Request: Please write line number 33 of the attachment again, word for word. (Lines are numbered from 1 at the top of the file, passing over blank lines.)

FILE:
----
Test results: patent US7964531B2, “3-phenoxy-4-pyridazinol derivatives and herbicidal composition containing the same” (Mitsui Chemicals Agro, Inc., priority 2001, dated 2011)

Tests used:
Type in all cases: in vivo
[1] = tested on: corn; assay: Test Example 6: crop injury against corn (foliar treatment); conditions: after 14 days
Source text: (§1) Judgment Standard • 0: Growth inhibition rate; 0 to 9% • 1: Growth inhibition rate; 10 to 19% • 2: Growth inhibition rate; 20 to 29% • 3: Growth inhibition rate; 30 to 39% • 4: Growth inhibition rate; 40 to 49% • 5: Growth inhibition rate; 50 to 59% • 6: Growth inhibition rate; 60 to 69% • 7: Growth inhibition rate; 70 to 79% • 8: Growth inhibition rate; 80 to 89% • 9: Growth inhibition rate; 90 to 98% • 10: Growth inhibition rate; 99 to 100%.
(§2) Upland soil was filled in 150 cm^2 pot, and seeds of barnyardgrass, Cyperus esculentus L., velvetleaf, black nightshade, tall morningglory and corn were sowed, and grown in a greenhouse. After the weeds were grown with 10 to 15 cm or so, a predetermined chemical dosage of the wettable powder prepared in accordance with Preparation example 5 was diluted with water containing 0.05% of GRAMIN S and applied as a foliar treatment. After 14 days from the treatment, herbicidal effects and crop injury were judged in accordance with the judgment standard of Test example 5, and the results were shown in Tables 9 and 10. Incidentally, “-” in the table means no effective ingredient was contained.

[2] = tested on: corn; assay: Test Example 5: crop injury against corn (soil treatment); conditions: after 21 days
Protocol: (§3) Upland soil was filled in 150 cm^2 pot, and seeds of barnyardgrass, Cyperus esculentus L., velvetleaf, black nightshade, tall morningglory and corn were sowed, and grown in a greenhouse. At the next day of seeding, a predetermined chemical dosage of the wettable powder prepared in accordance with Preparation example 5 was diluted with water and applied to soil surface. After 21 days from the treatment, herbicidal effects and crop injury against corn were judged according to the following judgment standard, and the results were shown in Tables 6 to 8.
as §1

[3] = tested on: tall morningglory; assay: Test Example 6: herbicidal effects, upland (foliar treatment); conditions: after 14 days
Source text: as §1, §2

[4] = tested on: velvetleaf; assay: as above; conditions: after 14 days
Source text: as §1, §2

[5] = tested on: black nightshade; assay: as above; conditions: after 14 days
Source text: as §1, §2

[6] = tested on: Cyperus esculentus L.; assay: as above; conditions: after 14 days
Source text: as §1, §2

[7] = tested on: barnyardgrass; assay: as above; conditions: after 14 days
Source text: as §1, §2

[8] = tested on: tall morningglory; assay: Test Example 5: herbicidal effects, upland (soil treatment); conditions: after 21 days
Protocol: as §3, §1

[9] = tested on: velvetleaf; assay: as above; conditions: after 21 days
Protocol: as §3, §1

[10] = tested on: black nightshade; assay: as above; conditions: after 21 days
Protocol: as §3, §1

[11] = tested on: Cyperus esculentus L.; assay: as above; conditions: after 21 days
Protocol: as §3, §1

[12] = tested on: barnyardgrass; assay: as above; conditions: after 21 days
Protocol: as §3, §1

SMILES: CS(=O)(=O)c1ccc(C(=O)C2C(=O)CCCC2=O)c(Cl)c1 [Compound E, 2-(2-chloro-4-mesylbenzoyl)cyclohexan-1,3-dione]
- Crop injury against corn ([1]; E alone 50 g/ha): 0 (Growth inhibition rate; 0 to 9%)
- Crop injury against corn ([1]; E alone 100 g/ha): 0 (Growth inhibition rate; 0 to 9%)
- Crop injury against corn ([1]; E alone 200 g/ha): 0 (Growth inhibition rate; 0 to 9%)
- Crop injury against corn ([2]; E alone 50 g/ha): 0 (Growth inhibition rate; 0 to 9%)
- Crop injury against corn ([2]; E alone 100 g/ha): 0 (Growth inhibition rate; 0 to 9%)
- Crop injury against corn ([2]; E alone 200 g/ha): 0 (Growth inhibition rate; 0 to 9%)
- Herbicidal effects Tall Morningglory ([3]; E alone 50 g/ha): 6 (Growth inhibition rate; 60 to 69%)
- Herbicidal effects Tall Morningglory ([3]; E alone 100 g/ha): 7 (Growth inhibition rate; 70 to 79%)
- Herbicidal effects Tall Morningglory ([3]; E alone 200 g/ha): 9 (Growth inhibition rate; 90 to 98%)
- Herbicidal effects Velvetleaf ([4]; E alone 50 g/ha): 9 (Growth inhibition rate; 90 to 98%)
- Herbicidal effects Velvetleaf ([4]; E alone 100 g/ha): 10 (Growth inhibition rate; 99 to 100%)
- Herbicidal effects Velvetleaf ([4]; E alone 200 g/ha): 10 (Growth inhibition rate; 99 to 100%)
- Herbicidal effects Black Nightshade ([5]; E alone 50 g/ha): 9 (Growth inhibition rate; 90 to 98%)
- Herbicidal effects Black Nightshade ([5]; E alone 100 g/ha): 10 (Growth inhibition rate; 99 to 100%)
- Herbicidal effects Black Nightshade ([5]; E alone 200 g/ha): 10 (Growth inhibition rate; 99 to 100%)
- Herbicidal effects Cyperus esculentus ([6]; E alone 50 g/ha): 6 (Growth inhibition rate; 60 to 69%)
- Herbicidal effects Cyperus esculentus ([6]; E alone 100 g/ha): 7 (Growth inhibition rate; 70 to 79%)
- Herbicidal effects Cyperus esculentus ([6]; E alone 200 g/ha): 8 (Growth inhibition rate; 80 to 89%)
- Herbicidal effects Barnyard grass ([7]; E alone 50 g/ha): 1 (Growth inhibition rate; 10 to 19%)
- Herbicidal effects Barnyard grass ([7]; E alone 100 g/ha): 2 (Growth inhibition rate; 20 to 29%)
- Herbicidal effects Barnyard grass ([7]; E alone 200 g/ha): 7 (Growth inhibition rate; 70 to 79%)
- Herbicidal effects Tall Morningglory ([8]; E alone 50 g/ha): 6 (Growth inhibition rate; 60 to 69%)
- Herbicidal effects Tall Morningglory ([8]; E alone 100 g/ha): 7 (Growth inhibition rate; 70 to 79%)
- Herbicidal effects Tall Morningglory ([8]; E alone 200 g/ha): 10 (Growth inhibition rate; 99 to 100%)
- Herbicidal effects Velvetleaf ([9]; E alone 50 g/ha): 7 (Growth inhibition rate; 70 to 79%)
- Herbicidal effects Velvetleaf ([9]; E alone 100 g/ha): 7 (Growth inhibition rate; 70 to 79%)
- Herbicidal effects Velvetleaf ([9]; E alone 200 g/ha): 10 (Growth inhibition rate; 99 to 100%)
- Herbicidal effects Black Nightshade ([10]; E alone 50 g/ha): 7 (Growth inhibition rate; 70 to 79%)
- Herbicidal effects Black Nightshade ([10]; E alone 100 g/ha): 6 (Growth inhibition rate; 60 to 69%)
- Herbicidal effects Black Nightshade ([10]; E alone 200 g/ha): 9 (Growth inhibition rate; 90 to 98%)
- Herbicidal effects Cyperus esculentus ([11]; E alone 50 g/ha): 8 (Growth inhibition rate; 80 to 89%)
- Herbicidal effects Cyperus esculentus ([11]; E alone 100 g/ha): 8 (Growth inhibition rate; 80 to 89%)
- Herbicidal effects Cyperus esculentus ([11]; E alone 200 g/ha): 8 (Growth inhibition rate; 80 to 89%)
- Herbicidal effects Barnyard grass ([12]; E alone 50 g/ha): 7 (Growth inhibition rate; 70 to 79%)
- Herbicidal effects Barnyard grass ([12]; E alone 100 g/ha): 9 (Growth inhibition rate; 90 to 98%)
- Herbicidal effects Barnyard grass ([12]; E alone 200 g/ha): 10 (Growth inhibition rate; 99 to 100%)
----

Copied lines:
- Crop injury against corn ([1]; E alone 200 g/ha): 0 (Growth inhibition rate; 0 to 9%)